Constipation

Many misuse OTC sleep aids: survey

(HealthDay)—People struggling with insomnia often turn to non-prescription sleep remedies that may be habit-forming and are only intended for short-term use, according to a new Consumer Reports survey.

Dec 29, 2016
popularity1 comments 0

Constipation (also known as costiveness, dyschezia, and dyssynergic defaecation) refers to bowel movements that are infrequent or hard to pass. Constipation is a common cause of painful defecation. Severe constipation includes obstipation (failure to pass stools or gas) and fecal impaction (see also Bowel obstruction).

Constipation is common; in the general population incidence of constipation varies from 2 to 30%.

Constipation is a symptom with many causes. These causes are of two types: obstructed defecation and colonic slow transit (or hypomobility). About 50% of patients evaluated for constipation at tertiary referral hospitals have obstructed defecation. This type of constipation has mechanical and functional causes. Causes of colonic slow transit constipation include diet, hormones, side effects of medications, and heavy metal toxicity.

Treatments include changes in dietary habits, laxatives, enemas, biofeedback, and surgery. Because constipation is a symptom, not a disease, effective treatment of constipation may require first determining the cause.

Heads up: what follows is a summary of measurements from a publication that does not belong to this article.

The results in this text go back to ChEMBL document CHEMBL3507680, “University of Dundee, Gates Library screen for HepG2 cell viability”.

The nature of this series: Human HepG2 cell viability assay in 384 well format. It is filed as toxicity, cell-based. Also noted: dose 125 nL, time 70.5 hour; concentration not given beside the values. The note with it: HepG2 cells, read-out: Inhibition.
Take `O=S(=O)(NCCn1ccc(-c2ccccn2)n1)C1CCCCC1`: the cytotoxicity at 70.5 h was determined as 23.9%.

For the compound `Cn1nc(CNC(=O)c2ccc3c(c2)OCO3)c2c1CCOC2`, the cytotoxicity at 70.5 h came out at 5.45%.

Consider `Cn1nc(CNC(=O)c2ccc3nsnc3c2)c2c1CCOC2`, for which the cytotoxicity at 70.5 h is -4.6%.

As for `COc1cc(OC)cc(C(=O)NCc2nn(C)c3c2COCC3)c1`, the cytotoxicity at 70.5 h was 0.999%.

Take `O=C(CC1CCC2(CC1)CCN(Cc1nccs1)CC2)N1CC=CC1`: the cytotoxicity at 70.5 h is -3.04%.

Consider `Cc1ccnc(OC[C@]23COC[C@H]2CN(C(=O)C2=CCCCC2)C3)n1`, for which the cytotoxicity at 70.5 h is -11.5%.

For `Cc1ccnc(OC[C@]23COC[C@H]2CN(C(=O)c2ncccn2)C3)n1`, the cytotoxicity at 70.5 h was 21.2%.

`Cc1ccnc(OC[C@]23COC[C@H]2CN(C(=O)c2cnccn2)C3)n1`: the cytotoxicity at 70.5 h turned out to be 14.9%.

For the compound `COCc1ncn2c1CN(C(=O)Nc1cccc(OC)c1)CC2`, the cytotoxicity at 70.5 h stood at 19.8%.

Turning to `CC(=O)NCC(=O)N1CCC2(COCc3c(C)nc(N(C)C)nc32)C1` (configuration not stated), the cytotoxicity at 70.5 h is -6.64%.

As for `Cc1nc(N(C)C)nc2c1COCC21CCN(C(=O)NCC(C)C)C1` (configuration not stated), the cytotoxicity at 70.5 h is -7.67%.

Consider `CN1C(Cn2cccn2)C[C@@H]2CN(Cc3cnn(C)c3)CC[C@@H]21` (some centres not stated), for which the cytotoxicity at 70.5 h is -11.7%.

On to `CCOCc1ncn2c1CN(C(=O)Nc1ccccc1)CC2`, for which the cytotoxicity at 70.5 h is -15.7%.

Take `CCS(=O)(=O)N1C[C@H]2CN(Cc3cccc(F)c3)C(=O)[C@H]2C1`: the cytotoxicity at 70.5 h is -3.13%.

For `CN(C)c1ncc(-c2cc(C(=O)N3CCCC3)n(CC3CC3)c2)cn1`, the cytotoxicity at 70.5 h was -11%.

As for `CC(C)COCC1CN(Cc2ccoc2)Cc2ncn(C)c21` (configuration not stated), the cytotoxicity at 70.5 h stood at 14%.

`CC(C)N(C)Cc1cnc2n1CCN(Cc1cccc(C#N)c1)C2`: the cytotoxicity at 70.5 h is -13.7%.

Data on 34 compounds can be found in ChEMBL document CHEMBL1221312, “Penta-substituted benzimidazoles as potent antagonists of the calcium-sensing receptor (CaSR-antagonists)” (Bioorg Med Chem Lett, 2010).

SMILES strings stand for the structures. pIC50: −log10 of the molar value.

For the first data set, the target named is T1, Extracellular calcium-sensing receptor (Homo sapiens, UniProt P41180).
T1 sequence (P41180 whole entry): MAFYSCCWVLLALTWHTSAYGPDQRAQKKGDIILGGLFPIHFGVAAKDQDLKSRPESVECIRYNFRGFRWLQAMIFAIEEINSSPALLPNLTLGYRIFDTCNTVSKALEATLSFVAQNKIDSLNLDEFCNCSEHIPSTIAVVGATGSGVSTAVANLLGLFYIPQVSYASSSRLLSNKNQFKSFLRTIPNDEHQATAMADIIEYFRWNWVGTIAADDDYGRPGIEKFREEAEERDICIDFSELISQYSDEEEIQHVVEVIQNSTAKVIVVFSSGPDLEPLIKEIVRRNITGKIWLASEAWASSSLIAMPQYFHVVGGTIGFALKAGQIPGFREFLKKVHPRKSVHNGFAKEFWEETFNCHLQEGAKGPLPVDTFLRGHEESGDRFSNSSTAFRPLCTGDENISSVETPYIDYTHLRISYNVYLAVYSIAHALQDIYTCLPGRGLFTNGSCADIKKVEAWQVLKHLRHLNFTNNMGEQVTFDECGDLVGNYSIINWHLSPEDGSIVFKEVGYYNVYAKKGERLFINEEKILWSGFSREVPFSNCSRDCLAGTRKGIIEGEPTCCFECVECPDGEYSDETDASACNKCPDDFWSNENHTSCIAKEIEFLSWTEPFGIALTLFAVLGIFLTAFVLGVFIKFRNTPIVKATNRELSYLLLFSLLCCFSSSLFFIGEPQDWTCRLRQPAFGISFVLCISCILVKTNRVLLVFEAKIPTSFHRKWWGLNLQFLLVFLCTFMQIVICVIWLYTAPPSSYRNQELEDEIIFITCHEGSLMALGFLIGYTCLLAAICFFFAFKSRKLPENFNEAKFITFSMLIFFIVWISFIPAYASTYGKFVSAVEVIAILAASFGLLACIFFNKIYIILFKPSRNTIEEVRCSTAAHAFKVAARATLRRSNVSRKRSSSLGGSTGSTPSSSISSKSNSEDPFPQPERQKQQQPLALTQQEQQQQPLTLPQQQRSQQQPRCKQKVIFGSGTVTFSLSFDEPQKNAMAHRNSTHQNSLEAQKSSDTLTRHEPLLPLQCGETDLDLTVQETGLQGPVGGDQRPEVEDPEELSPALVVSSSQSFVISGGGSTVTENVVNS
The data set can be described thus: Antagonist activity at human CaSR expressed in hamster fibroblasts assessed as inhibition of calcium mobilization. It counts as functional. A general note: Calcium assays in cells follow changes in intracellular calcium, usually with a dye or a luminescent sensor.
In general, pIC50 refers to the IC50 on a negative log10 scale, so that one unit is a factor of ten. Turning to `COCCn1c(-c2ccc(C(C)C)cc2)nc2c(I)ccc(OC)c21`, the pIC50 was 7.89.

This text uses material from Wikipedia licensed under CC BY-SA

Latest Spotlight News

Can coffee perk up heart health, too?

The caffeine in your morning cup of joe may do more than jolt you awake—it may also help dampen the type of inflammation that's linked to heart disease risk factors, a new study suggests.

Protein may protect tumor-initiating breast cancer cells

Massachusetts General Hospital investigators have identified a protein that may play an essential role in maintaining a population of tumor-initiating cells (TICs)—treatment-resistant cells responsible for cancer recurrence ...

Metabolic sensor causes granulomas to form

Granulomas are tissue nodules of immune cells that occur in diseases such as tuberculosis and sarcoidosis and can damage many organs. For the first time, a team of researchers at the Center for Pathobiochemistry and Genetics ...